Living room with sectional and Chairs layout

Decorating a living room comes with one almost universal question: sectional or sofa? Sectionals are the obvious space-saver and offer more flexibility with layout than the traditional setup of a sofa and two chair. They’re the more frugal option, too, if you employ the logic that one piece of furniture is probably cheaper than three. So why do so many of us default to the sofa?

It’s possible we’re daunted by the myriad configuration options that come with picking out sectionals, or bugged by the thought that some unlucky guest won’t have a back cushion. Or maybe it’s pure laziness: Squaring off a sofa and two chairs is easier than getting creative, after all.

Arlington designer Nicole Lanteri agrees. “The biggest misconception is that all sectionals are big, ” she said, “but if you measure the footprint and think about your layout, they actually give you more wiggle room.”

The modern sectional, which has a low, boxy frame, modular design and sleek silhouette, became popular in the 1950s during the mid-century modern movement and was popularized by Charles and Ray Eames. Although it certainly influenced style trends, it had an even greater impact on traditional furniture layouts.

While it’s gone through its share of trends over the years (remember those marshmallow-looking sofas from the ’80s?) it’s still a go-to secret weapon among designers who want to do more with less. Levin says sectionals are particularly handy for clients in small spaces who like to entertain. A sofa and two chairs can make the room feel cluttered and closed off, but a sectional lets the room breathe. The key, she said, is to make sure at least once piece of the sectional is backless.

“I almost never use sectionals in which every piece has a back because it starts to feel like house arrest, ” she said. “Keep the flow open.”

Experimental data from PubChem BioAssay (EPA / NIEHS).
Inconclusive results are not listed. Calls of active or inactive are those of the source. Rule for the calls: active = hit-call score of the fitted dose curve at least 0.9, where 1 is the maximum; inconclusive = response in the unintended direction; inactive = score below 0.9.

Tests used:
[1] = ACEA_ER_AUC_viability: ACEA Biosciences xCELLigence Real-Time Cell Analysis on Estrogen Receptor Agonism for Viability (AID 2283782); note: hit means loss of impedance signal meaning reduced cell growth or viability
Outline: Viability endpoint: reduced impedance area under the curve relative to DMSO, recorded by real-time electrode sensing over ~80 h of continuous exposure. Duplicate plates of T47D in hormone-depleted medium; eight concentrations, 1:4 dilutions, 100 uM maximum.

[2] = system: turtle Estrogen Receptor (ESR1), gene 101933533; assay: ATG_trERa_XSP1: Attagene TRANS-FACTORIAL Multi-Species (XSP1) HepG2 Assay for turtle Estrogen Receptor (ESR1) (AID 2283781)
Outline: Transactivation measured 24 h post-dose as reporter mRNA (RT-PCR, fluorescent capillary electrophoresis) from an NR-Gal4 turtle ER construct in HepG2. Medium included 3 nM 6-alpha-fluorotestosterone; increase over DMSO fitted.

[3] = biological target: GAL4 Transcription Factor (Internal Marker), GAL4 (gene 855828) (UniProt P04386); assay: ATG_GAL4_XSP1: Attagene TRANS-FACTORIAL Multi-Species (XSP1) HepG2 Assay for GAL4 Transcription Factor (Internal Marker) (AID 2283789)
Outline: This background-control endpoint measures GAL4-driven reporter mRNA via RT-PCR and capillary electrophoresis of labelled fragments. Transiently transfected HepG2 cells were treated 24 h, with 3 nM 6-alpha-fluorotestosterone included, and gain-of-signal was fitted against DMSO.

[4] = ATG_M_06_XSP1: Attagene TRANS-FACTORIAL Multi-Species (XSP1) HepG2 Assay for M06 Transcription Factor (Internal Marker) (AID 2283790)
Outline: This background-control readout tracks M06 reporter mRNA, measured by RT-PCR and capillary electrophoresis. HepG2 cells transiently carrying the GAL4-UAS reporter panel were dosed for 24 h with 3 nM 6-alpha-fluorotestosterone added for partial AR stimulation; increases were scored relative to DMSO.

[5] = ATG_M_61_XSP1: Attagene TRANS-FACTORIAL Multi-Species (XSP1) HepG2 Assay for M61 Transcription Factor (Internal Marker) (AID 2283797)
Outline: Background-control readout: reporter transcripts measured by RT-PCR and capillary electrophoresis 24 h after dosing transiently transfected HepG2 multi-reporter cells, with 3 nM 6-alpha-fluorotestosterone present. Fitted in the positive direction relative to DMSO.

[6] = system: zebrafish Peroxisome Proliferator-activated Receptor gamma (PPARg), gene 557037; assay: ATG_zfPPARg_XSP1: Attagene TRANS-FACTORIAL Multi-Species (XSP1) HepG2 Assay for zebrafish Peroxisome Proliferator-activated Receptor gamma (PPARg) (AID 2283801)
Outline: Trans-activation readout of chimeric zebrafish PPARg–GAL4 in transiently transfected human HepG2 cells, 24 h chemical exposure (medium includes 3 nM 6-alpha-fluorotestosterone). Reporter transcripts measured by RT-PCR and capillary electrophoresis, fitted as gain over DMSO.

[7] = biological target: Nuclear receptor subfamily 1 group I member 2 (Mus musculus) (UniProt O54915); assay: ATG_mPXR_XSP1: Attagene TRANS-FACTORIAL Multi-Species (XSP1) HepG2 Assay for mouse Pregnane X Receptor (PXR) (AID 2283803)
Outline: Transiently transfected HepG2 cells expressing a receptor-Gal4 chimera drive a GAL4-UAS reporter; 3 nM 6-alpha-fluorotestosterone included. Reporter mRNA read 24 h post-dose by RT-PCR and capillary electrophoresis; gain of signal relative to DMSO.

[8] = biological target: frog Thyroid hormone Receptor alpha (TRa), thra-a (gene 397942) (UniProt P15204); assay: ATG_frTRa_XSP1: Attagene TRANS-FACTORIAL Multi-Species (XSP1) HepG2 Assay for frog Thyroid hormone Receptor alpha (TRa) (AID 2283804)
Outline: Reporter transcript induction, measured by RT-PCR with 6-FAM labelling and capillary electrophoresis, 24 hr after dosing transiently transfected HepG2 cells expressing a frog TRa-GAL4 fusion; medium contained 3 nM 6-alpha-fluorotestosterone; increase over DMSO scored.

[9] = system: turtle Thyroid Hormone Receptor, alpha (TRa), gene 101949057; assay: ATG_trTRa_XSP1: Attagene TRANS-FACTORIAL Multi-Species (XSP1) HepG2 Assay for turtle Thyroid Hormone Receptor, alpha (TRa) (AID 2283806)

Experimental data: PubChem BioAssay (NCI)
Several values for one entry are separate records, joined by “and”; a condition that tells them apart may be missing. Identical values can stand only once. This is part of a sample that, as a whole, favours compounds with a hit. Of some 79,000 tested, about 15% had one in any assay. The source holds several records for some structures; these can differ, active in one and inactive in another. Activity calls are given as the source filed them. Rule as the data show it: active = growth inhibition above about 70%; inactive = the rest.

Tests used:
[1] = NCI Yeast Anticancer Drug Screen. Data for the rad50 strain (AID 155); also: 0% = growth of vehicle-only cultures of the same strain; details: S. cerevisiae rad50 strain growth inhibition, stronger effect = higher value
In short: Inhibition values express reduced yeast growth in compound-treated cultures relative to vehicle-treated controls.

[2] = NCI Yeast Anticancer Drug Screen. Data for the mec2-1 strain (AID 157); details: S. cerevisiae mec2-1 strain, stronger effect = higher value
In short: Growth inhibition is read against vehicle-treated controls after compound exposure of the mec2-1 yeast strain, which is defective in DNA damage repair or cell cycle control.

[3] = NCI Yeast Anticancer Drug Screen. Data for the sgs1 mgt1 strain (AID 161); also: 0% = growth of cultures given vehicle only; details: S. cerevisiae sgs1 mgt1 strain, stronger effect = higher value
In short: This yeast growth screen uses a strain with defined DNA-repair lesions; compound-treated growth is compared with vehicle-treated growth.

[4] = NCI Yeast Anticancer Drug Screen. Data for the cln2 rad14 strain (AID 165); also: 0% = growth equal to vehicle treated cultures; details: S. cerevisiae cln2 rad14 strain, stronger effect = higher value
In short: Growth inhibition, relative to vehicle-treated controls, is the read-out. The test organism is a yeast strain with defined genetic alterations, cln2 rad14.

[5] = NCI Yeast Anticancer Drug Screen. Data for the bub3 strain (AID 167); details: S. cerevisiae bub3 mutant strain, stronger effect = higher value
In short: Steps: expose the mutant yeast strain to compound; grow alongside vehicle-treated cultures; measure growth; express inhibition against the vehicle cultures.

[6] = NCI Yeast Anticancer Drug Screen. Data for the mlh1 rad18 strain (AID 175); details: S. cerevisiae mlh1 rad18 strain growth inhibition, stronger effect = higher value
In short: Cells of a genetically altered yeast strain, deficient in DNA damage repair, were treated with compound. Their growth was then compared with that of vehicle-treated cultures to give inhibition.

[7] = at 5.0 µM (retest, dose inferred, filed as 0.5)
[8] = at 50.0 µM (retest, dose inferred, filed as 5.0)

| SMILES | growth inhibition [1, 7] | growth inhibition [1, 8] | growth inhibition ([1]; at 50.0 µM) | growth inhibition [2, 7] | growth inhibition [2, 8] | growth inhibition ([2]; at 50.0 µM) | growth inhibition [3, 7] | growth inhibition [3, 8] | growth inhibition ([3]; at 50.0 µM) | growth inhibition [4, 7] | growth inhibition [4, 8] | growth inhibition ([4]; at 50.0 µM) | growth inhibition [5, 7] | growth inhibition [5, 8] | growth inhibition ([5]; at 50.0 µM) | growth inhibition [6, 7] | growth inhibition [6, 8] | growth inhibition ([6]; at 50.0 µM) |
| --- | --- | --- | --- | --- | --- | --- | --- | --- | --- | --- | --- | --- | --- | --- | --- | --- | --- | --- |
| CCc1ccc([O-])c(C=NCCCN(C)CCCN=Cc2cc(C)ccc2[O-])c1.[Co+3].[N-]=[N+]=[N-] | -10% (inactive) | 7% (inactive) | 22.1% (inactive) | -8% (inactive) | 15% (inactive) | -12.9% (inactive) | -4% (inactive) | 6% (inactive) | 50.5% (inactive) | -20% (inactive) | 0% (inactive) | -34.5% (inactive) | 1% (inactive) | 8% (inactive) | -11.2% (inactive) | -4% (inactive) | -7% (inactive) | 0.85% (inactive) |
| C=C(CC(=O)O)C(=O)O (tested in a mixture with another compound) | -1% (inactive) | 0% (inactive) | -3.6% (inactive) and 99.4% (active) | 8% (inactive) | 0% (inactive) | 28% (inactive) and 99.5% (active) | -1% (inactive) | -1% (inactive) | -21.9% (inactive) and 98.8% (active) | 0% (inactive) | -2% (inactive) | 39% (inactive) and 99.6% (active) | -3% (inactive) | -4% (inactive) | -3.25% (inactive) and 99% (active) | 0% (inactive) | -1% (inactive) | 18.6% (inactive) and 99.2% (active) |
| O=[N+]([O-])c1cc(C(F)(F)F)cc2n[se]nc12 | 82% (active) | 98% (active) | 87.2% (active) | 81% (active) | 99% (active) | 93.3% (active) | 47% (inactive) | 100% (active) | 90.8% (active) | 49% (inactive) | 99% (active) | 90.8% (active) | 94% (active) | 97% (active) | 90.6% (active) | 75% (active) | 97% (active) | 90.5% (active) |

When Lanteri moved into her condo in Arlington, she wanted a sectional that offered some flexibility with layout. She bought the Lotus sectional from CB2 ($499-$799 per piece, she puts the three pieces together into a wrap-around when she has company and manages to seat eight to 10 people on it. At other times, she breaks it up into a sofa and two chairs.

The Lotus sectional​ from CB2. (CB2)

These days, most mainstream retailers such as Room & Board and Pottery Barn offer sectionals that can be fully customized, from the fabric to the feet.

“People get tired of living in condos because they feel like they want more space, ” she said, “but if you buy furniture that works with you, that you can adjust to suit different occasions, like movie nights or parties, you can do a lot more with a little space.”

Once you’ve decided to take the plunge and shop for a sectional, you need to determine how much room you have to work with. Because sectionals don’t need so much breathing room, you probably have more space to work with than you think.

“Modern sectionals tend to have clean, sleek lines, ” Levin says, “and you can push them right up against the wall because the chaise usually sticks out and gives the layout some variation.”

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